What is Sprint Planning?
Learn About the Sprint Planning Event
As described in the Scrum Guide, is the work to be performed in the Sprint is planned at the Sprint Planning. This plan is created by the collaborative work of the entire Scrum Team.
Sprint Planning is time-boxed to a maximum of eight hours for a one-month Sprint. For shorter Sprints, the event is usually shorter. The Scrum Master ensures that the event takes place and that attendants understand its purpose. The Scrum Master teaches the Scrum Team to keep it within the time-box.
Sprint Planning answers the following:
- What can be delivered in the Increment resulting from the upcoming Sprint?
- How will the work needed to deliver the Increment be achieved?
Work is selected from the Product Backlog and pulled into the Sprint Backlog. Now remember that the work in the Sprint Backlog is not a commitment, it is a forecast. The only container of a Sprint is its time box, not the work planned for the Sprint. Learn more about the Sprint Backlog and Product Backlog.
The Sprint Goal is an objective set for the Sprint that can be met through the implementation of Product Backlog. It provides guidance to the Development Team on why it is building the Increment. It is created during the Sprint Planning meeting. The Sprint Goal gives the Development Team some flexibility regarding the functionality implemented within the Sprint. As the Development Team works, it does so with the Sprint Goal always in mind.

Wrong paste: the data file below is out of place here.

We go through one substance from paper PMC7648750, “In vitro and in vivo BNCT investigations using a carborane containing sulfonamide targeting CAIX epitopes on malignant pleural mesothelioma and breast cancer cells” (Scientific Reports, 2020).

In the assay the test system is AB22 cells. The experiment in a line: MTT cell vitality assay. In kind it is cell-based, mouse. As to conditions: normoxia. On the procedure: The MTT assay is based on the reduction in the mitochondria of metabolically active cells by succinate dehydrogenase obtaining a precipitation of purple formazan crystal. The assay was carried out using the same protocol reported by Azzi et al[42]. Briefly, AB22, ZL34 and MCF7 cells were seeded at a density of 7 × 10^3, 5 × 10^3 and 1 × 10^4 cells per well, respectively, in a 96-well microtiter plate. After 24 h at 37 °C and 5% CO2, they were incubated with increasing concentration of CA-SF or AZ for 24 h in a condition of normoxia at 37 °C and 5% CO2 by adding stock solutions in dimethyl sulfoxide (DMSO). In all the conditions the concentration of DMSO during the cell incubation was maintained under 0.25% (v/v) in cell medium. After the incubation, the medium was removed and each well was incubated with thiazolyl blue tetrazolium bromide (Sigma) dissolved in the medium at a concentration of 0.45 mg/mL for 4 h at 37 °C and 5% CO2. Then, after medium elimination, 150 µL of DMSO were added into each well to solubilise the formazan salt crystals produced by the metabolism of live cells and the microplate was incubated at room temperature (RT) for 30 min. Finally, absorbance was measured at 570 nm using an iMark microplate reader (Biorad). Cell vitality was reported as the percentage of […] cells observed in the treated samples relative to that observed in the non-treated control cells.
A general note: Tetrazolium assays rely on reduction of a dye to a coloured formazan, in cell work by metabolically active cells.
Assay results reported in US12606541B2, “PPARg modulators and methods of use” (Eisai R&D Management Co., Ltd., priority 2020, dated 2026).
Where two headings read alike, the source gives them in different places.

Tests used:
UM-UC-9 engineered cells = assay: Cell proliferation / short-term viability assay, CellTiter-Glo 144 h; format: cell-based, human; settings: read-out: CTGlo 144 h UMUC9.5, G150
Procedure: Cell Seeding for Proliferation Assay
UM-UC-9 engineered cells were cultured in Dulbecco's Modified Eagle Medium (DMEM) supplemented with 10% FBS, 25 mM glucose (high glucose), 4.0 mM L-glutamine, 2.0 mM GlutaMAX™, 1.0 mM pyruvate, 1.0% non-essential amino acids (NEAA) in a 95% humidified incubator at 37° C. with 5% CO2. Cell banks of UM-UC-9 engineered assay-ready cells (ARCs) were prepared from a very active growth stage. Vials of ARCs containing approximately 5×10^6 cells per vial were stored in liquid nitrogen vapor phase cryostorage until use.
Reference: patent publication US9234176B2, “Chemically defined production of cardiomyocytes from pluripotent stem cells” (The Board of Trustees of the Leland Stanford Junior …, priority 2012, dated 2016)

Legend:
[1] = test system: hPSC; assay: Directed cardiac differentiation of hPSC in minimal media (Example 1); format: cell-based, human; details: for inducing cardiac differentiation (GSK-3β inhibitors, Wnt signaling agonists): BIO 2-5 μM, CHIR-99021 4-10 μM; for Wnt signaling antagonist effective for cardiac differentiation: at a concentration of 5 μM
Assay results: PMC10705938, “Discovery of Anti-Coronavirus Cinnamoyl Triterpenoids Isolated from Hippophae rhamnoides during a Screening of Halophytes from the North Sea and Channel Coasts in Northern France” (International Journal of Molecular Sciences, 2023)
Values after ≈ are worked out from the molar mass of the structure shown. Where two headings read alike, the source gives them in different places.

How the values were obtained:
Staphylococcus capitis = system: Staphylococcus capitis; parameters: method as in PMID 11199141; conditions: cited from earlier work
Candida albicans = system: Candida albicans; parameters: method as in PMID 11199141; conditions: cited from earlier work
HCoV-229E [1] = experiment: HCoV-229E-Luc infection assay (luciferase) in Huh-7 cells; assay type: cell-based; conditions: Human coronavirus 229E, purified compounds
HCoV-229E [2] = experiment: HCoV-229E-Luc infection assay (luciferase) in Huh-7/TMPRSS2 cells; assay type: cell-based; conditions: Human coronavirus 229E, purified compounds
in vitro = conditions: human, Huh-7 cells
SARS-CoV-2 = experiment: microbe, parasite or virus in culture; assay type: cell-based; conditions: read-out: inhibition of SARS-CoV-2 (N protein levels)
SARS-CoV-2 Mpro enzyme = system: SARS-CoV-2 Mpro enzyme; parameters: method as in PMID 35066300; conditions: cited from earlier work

In this Scrum Tapas video, Professional Scrum Trainer Don McGreal reviews how he runs a Sprint Planning session with his Scrum Teams. Don focuses on how the Development Team works with the Product Owner to understand what is in the Product Backlog and how they populate the Sprint Backlog.
- Scrum Glossary describes important terms of Scrum.
- Scrum Myth: Sprint Backlog is Fully Build and Assigned in Sprint Planning
- Scrum Myth: There is No Planning in Scrum
- 5 Common Planning Mistakes
- Visit the Scrum Blog and Forums